Hangul Characters

Hangul is the system of writing in Korea which was developed at the time of King Sejong.  There are 21 vowels commonly used there have been indications that there are other combinations but I have not seen them.  There are 14 consonants and 5 double consonants. Below are the suggested pronunciation and romanization there is a government standard of romanizing Hangul but for the purpose of better understanding the pronunciation below are combination of non-standard and standard romanization.

Vowels (모음 – moeum)

  • ㅏ (a) as in apply
  • ㅓ (oe) shorter o as in lot
  • ㅗ (o) o that is rounded as in own
  • ㅜ (oo or long u) as in look
  • ㅡ (short u officially eu when romanized) as in put
  • ㅣ (ee or i) as in keep or lip
  • ㅐ (ae) as in way
  • ㅔ (e) as in elephant
  • ㅑ (ya) as in yak
  • ㅕ (yeo) as in york
  • ㅛ (yo) as in yawn
  • ㅠ (yoo or yu) as in yuletide
  • ㅒ (yae) as in yeah
  • ㅖ (ye) as in yesterday
  • ㅘ (wa) as in wax
  • ㅙ (wae) as in waiter
  • ㅚ (oe) as in when
  • ㅝ (wo) as in wash 
  • ㅞ  (we) as in way
  •  ㅟ (wi) as in wheat
  • ㅢ  (ui) officially pronounced as uh-ee but is commonly heard/used as in Yale

Consonants (자음 cha-eum)

  • ㄱ (k/g) between ‘ka’ and ‘ga’ but when used as initial character the standard romanization is g; never to be pronounced as g of George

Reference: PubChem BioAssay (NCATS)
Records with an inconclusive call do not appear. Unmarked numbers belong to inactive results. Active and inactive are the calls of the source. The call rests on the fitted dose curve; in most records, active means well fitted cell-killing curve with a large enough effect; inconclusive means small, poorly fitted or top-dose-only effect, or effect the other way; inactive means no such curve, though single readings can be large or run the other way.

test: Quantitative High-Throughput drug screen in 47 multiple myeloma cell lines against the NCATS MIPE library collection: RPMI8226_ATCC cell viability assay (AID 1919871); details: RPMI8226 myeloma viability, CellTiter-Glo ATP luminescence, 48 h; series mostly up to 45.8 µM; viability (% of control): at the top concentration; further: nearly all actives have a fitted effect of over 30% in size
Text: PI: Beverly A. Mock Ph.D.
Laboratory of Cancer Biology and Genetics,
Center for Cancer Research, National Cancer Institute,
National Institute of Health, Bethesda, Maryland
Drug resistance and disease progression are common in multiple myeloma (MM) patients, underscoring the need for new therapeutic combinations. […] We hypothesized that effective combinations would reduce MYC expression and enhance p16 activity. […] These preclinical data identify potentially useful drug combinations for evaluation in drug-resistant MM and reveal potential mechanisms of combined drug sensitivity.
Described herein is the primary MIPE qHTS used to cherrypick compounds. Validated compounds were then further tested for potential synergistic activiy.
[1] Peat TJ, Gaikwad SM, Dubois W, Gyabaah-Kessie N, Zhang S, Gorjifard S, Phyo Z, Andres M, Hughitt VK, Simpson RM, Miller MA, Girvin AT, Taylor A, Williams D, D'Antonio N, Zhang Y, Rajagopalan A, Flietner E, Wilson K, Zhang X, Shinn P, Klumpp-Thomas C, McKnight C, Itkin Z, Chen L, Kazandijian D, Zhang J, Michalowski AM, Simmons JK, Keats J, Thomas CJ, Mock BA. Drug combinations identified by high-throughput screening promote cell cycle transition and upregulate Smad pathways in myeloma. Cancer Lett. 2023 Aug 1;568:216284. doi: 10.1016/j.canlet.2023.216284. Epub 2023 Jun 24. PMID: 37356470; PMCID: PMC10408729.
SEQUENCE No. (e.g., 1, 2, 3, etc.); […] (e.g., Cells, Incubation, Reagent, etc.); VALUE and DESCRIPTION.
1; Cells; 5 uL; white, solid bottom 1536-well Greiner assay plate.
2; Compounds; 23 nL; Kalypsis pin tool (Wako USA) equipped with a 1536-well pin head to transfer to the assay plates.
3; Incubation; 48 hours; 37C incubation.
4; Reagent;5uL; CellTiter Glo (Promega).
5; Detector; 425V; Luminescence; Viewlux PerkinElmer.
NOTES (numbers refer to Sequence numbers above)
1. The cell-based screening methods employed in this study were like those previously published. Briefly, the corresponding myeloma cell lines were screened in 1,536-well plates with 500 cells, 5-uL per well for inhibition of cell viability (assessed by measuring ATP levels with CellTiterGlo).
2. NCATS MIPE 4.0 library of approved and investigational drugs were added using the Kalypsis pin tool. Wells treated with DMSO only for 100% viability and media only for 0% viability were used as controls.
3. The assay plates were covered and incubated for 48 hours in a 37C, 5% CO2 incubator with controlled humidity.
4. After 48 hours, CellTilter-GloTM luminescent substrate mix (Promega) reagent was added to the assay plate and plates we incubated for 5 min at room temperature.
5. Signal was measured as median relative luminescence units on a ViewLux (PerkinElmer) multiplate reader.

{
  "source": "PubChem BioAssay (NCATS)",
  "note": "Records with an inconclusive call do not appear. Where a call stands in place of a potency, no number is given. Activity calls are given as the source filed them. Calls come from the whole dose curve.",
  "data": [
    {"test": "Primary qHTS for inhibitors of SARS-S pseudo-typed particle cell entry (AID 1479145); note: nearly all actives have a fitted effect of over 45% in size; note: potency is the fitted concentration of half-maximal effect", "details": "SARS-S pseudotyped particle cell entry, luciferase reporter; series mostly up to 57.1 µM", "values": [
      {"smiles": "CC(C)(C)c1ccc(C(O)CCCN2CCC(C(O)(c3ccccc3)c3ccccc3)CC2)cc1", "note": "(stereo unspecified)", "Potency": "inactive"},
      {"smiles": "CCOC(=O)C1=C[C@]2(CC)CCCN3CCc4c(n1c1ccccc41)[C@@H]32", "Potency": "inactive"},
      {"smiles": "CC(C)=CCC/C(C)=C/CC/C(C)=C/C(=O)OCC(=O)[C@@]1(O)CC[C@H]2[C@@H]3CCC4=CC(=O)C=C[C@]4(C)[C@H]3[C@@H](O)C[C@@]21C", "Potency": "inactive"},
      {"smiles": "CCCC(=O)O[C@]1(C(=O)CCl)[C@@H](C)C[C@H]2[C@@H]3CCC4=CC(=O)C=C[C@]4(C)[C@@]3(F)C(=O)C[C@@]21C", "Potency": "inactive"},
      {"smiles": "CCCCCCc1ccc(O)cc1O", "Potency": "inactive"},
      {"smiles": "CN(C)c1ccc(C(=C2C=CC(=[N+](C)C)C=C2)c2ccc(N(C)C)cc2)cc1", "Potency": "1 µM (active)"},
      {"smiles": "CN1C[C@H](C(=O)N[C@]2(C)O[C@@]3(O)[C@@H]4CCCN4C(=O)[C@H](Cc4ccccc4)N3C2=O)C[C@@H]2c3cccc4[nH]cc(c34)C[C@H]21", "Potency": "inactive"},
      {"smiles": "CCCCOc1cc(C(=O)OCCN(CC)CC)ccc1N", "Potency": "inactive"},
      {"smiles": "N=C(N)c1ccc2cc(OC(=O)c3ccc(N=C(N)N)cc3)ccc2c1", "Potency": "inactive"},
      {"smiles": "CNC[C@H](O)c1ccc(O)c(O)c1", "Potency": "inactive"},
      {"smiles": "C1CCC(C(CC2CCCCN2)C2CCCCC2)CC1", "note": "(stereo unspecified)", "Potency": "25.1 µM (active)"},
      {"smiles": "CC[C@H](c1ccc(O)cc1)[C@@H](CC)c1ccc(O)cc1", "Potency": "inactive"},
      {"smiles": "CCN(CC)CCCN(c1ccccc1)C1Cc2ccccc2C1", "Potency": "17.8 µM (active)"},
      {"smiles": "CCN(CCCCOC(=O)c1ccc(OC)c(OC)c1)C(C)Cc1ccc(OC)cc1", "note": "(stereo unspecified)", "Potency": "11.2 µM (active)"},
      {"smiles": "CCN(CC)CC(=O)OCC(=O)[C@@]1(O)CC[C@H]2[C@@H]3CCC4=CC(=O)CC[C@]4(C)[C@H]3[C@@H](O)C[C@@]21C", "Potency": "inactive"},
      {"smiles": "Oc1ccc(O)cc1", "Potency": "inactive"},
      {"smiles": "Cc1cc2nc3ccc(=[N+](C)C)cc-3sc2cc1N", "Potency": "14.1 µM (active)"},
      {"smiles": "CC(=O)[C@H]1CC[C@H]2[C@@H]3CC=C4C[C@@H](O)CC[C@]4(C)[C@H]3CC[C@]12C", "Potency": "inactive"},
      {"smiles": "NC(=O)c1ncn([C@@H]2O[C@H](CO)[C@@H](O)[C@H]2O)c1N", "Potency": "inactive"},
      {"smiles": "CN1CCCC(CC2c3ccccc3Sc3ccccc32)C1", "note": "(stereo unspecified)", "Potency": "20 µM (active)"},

• ㄴ (n) as in the sound n of noun
  • ㄷ (d/t) between d and t but when used as initial character the standard romanization is d
  • ㄹ (l/r) between l and r, one of the characters with most nuances in pronunciation 
  • ㅁ(m) as in monster
  • ㅂ(b/p) between the sound of ‘ba’ and ‘pa’ but when as initial character standard romanization is b
  • ㅅ (s) as in sample, its a straight forward sound as in hissing of snake ssss this is trivial because when used as final consonant the sound becomes similar to ‘t’ 
  • ㅇ (ng/silent) when this character occurs as initial it is not pronounced or silent otherwise it is similar to tang
  • ㅈ (j) almost like ‘ch’ as in just 
  • ㅊ (ch) always romanized as ch as in chop
  • ㅋ (k) always romanized and pronounced as k as in kite 
  • ㅌ (t) always romanized and pronounced as t as in ten
  • ㅍ (p) always romanized and pronounced as p as in pet 
  • ㅎ (h) as in hat

Double Consonants (asprirated, more air released)

  • ㄲ (kk)
  • ㄸ (tt)
  • ㅃ (pp)
  • ㅆ (ss)
  • ㅉ (jj)

There are some nuisances in the pronunciation in Hangul as these are just close comparison in the sound produced in the English alphabet.

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